Young Carers of The Mix, we need you! Tell us about your experiences of our services and give yourself a chance to win £50 of Amazon vouchers.
Want to tell us about your experiences using The Mix and be in with a chance of winning a £200 Amazon Voucher? Click here to go to our survey!

What to do after A levels?

Former MemberFormer Member Posts: 1,876,328 The Mix Honorary Guru
I'm in my first year of A levels, and we're being pushed to go to uni, almost as if it's what we're supposed to do. Now, i really have no idea what i want to do. I don't want to go to uni until i decide what i want to study or if it's even for me. Would it be a good idea to find jobs in my fields of interests until i decide? Or what if i don't decide at all, i'm worried i'll end up in a crap job that i don't enjoy. Anyone been in the same situation?

Comments

  • Former MemberFormer Member Posts: 1,876,328 The Mix Honorary Guru
    You could get some work experince like you said. TBH, apart from college & uni I don't know of that many options. And if there are any, we never got told any of them. It was basically 'everyone has to go to uni if not, we're not interested in you' type thing.

    Do you have a careers adviser person at school you can talk to?
  • Former MemberFormer Member Posts: 1,876,328 The Mix Honorary Guru
    i think the careers people only come in at certain times, like when its work experience ect. Spose i'll have to go to connexions in town, it always seems to be shut when i'm there though.
  • Former MemberFormer Member Posts: 1,876,328 The Mix Honorary Guru
    i was like you. i still am to some extent! i would recommend applying for uni and working towards going but then you can always change your mind. i did 3 years at college (i fucked up my exams and what i wanted to study etc) with the idea of going to uni but was always hmm not sure. i applied and then changed my mind so didn't apply for accommodation. the day i got my results back i was just about to leave the door and go and get drunk and my mum said i had to think will i regret it in a few years time. and i realised i would. so i went! and i'm glad i did. :) remember you can always leave if you decide you don't like it and you have another year yet (though i'm sure it'll come quicker than you think!).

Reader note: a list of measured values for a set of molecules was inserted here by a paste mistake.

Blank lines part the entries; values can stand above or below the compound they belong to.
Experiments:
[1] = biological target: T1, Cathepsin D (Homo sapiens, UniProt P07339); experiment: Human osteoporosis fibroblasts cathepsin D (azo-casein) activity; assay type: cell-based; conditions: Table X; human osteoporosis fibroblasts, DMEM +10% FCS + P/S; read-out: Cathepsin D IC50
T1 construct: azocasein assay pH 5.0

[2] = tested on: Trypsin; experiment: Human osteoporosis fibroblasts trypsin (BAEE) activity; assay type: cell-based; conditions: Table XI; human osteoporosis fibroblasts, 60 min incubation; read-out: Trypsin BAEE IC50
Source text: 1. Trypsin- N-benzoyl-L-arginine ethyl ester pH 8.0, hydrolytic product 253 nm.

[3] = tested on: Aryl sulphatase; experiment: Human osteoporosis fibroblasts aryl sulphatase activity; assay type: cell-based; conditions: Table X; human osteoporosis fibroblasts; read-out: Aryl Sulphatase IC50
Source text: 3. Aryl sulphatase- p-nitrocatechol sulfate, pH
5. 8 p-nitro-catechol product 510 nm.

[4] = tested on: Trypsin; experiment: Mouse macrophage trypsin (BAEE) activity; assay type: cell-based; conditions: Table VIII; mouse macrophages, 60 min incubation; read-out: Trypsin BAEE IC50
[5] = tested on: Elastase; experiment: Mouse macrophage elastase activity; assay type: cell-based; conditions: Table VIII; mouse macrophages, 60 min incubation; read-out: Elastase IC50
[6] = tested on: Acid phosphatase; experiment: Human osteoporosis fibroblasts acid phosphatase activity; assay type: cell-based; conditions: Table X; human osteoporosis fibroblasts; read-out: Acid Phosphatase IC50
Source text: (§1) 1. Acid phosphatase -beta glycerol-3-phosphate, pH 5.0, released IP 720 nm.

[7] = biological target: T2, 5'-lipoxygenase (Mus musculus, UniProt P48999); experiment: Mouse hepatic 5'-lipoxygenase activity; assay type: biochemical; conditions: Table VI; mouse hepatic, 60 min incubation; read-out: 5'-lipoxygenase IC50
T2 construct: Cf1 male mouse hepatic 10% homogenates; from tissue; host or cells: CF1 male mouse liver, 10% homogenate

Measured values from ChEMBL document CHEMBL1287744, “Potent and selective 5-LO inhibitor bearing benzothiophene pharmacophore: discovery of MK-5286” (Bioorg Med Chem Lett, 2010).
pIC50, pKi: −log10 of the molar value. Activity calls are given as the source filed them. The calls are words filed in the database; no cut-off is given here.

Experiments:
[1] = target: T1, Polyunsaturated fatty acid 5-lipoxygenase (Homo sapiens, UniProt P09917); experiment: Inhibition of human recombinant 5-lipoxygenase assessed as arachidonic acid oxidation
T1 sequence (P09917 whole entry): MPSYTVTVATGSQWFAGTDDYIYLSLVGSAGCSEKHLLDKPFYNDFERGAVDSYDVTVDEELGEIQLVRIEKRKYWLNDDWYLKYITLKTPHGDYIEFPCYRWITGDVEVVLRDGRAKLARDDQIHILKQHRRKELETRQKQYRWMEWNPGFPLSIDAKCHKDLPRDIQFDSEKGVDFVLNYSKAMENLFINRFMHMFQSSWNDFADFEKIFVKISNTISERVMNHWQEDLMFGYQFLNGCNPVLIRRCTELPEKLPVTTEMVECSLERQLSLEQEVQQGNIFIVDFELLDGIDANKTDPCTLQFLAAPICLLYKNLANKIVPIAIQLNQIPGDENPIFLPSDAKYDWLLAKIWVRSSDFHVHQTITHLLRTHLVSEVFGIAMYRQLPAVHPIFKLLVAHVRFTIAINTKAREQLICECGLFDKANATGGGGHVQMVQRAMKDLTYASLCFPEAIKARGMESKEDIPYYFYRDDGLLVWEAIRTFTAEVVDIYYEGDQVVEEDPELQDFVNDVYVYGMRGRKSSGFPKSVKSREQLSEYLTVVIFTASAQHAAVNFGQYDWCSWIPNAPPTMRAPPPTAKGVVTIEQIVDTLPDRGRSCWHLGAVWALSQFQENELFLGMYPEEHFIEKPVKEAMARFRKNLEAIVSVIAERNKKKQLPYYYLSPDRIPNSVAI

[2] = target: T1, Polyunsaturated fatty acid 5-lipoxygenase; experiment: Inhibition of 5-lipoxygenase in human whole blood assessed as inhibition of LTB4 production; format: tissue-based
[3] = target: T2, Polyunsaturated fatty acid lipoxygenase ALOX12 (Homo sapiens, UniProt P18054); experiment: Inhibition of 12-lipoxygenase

• Former MemberFormer Member Posts: 1,876,328 The Mix Honorary Guru
    tbh i think you are being really sensible considering all your options. people do tend to push the university thing like its something your supposed to do and like sheep you get herded there. personally, although i'm at university at the moment i do think looking back that it would have been better if i hadn't taken the university step and gone straight into work. i mean, people say about university being an experience and you should go just for the experience of it. fair play. but at the end of the day its about making an investment in your education. a lot of people finish university and are still unsure about what they want to do career wise. having a degree does not guarantee the best jobs which is what university used to do. one thing that i did which i do recommend is to take a gap year after your a levels. i think it does help you to develop and focus on where you want to go / be in life as well as the extra dosh which comes in a bit handy when you do start university. do whatever is right for you, but don't be led like a sheep - as i know most of your other classmates will be.
    hope that helps a bit. :)
  • Former MemberFormer Member Posts: 1,876,328 The Mix Honorary Guru
    Do you have any idea what you want to do long term?

    There are apprenticeships and training programs for post 18 school leavers....
  • Former MemberFormer Member Posts: 1,876,328 The Mix Honorary Guru
    I'm really enjoying psychology at the moment and think it's really interesting. Not sure if i want to spend 3 years doing a degree in it though. And i'm also interested in the animals/conservation kind of stuff too. There is a degree in wildlife conservation at my local uni that sounds good but i don't want to go and spend thousands of pounds just because its something to do. I just don't like how uni is forced down our throats, and getting kids off to uni is a target for schools. I think it's so wrong because it's not like A levels or GCSEs. I'm probably going to work for a few years and maybe either go back as a mature student or maybe do a distance degree. But right now i'm too open minded and uni isn't for me at the moment. They just make it seem that uni is your only option which is why i'm feeling a bit lost, because they haven't mentioned going into work or anything.